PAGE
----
Just imagine the second tower to celebrate the new millenia (a decade or so already down the road but still early in relative terms) when mankind starts to finally get it!  What’s ‘it’ you may rightfully wonder – ‘it’ in this case is respect of what’s best in mankind’s cultural and artistic creativity accompanied by human nobility of spirit.

A medieval building, an iconic landmark in great repair, a stone’s throw from the cathedral, also a good eatery where to sample the regional ‘choucroute garni’.  Not making a point of sitting down to a copious plate of this traditional sauerkraut and pork sausages and/or ribs, washed down with excellent Alsatian beer is unthinkable.  

When I was a child I’d been told about the ‘cigogne‘ (stork) that ferried new-born babies to their new homes; I’d even seen lots of illustrations so it had to be true, right? Imagine my excitement the first time I saw a couple of real honest to goodness ‘cigognes’ in a lush meadow spearing frogs for breakfast (no bad jokes, please) just a few kilometres from Strasbourg.  I spotted them from the corner of my eye and by the time I was able to make a u-turn a couple kliks down the road to take photos much to my chagrin they’d flown off.  Welcomed as harbingers of good fortune, the magnificent bird had traditionally nested atop chimneys throughout Alsace but they’d almost disappeared until dedicated hard work and loving care rescued them from the edge of extinction.  From a choice perch on the cathedral, here for centuries one is seen  dispensing good luck to  its citizenry.

It’s easy to get around Strasbourg as it’s an eminently walkable city but if you’re feeling lazy a modern transportation system will whisk you to destination.  Notice the bicycle paths along side the tram tracks.

Arriving in Strasbourg I was following the signs indicating the cathedral, thus the old town and as usual I had no idea where to spend the night.  Judging I was getting close I grabbed the first available parking spot and as luck would have it, the car stayed put for the next three days.  Better still a few steps away I notice a hotel and before you know it I’d also found fine lodgings at a reasonable price, a good view from the window and within walking distance of ‘La Petite France’ and the cathedral.  I’ll admit to almost never (except when traveling for working purposes) book accommodations ahead of time when I’m on the road.  Why is that? I trust on my good star to lead me to a great place within my budget and with some special amenity or perhaps great location to offer.  On occasion I’ve had to work hard to find just what would smile at me, but I have no problem checking out four, five or even more hotels before making a decision.  I also have no embarrassment about returning to one I passed on earlier.  I deem finding the right place is worth almost any effort, furthermore if I really am happy I can stay longer and that’s a bonus.  Okay, I’ll tell you there have been times when I couldn’t find anything at any price because there was a convention going on or some popular event and I’ve even had to move on to another town, but that’s not happened too often and in fact sometimes worked out even better by exploring an unplanned destination.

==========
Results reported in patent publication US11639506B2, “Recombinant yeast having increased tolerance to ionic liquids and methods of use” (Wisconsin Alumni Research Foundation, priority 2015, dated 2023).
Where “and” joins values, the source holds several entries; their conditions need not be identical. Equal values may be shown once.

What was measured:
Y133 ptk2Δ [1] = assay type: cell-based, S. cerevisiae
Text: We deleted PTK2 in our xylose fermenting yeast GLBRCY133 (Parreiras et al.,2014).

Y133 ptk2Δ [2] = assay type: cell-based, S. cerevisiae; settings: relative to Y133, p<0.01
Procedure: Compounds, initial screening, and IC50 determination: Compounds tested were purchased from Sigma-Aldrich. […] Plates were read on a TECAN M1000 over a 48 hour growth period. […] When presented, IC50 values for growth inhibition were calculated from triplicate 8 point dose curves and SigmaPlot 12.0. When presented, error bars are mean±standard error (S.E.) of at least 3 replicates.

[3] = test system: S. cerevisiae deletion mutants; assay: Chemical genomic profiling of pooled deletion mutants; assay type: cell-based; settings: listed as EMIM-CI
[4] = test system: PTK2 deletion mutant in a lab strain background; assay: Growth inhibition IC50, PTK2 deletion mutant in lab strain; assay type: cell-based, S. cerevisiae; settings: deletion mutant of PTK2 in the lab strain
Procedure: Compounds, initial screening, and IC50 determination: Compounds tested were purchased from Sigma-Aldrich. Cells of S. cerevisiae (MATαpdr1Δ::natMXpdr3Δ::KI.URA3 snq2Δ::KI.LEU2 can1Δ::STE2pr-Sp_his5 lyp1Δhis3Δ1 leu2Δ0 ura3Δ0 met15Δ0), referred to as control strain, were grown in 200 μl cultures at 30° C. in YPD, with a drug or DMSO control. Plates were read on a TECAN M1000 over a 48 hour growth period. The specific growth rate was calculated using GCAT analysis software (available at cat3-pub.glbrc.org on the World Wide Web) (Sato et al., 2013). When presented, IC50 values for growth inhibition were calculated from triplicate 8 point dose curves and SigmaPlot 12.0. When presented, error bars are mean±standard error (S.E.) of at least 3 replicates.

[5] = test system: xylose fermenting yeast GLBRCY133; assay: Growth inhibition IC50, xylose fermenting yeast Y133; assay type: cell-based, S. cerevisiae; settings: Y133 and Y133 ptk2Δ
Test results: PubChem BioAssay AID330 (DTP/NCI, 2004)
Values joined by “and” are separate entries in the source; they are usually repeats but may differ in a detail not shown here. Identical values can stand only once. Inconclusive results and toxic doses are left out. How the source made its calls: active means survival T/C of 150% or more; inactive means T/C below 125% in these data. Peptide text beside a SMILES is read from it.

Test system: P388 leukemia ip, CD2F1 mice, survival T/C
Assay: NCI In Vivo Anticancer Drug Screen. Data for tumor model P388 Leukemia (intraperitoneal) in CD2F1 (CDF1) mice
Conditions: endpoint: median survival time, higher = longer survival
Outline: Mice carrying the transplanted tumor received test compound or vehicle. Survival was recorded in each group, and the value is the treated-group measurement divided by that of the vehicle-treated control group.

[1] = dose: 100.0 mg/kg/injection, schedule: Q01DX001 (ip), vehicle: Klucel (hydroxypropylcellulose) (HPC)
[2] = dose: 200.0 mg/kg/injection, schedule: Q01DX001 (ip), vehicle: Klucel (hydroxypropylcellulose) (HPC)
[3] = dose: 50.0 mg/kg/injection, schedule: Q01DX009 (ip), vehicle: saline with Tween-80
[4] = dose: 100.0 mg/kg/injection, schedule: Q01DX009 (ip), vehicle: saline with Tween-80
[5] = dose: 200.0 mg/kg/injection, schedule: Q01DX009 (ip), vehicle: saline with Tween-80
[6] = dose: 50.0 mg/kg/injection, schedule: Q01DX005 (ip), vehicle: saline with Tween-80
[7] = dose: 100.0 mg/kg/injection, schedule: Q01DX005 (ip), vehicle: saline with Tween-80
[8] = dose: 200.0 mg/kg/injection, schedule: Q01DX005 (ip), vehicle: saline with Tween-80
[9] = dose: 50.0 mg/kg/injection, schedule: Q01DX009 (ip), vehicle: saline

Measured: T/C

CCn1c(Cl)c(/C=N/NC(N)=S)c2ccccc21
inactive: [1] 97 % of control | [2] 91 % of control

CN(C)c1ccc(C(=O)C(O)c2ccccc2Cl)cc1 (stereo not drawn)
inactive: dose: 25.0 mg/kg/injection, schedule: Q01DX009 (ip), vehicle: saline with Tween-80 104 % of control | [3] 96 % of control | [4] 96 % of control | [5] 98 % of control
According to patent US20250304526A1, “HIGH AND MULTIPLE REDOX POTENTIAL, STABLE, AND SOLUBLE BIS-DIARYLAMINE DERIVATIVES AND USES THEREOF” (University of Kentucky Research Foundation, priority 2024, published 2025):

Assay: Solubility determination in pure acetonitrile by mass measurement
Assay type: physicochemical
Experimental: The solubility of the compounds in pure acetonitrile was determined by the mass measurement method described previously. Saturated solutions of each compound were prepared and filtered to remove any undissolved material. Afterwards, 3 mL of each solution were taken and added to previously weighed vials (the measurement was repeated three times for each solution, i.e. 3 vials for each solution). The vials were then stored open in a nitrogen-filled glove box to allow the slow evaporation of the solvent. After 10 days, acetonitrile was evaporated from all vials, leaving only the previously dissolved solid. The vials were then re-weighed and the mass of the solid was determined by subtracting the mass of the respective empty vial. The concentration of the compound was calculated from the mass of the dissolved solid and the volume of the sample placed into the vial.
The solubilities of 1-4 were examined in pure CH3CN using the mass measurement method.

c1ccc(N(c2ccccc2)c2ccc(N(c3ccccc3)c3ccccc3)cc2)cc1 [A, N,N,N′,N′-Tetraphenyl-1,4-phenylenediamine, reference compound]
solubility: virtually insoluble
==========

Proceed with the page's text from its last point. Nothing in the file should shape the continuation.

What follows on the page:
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This method of finding a bed to lay your head on is not recommended for those who like to travel on a fixed schedule and agenda but that’s not for me as I have at times (often) found myself not only in a different town but also in a different country.  Oh, it’s not a big deal if you’re free and have the fanciful notion of going where the wind (figuratively) blows you and Europe is the place to do such for the distances are rather smallish if you come from Canada.  One particular time (I was younger and I love driving) I left San Marino early when the sun was peering over the horizon, drove through northern Italy, across a slice of Switzerland, through a bit of Germany, dashed through northwest France, sped across Luxembourg and found myself watching a great game of football (soccer) at my hotel’s lobby with friendly companions in Knokke in Belgium.  Let’s see that’s seven countries in one day, not bad!

The view from my bedroom, notice the cathedral’s spire about a pleasant 15 minute’s walk with interesting buildings and sights on the way.

A rather banal pic but notice the bidet, a fixture found in any half-decent hotel in Europe.  Have North America’s hoteliers heard of its convenient hygienic properties? I was introduced to the ‘bidet’ in an hilarious episode in Henry Miller’s ‘Tropic of Cancer’.  Already living in Canada I had to wait for my first trip to France to actually discover it in a modest one star hotel in Paris.  I was thrilled and sat there laughing my head off remembering the discomfiture of the man who mistook it for a proper toilet and found out it simply wouldn’t flush as he’d expected.  The entire novel is worth reading for that alone although it was the book that made me realize an extensive vocabulary as well as being an indispensable communication tool is a thing of beauty.

Another view from the hotel room – lucky me.

At night it was so beautifully illuminated as most architecturally important and striking buildings are throughout Europe.

To the right of my wide open window the view was also splendidly illuminated – a dream land that charmed my eyes while awaiting slumber after a long, happy day.

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One of the best activities a visitor can indulge in is to savour a fine Alsatian beer in one of the many outdoor cafes in  ‘La Petite France’, a beautiful slice of historic Strasbourg.  In the evening there are dozens of fine restaurants from which to choose, wisely I opted for one that featured sauerkraut, roast potatoes and smoked sausages nicely eased  down with a stein (maybe two) of  cold local blonde beer.

Strasbourg’s historic city centre, the ‘Grande Isle’ was classified a World Heritage Site by UNESCO in 1988, the first time such an honour was placed on an entire city centre. Strasbourg is fused into the Franco-German culture and although violently disputed throughout history, has been a bridge of unity between France and Germany for centuries, especially through the ‘Université de Strasbourg‘ presently the largest in France, and the peaceful coexistence of Catholic and Protestant culture.

A boatman speeds home after a day ferrying tourists around the delightful waterways that crisscross the city.  It was time for me to reluctantly leave behind enchanting Strasbourg.  Until we meet again, aurevoir!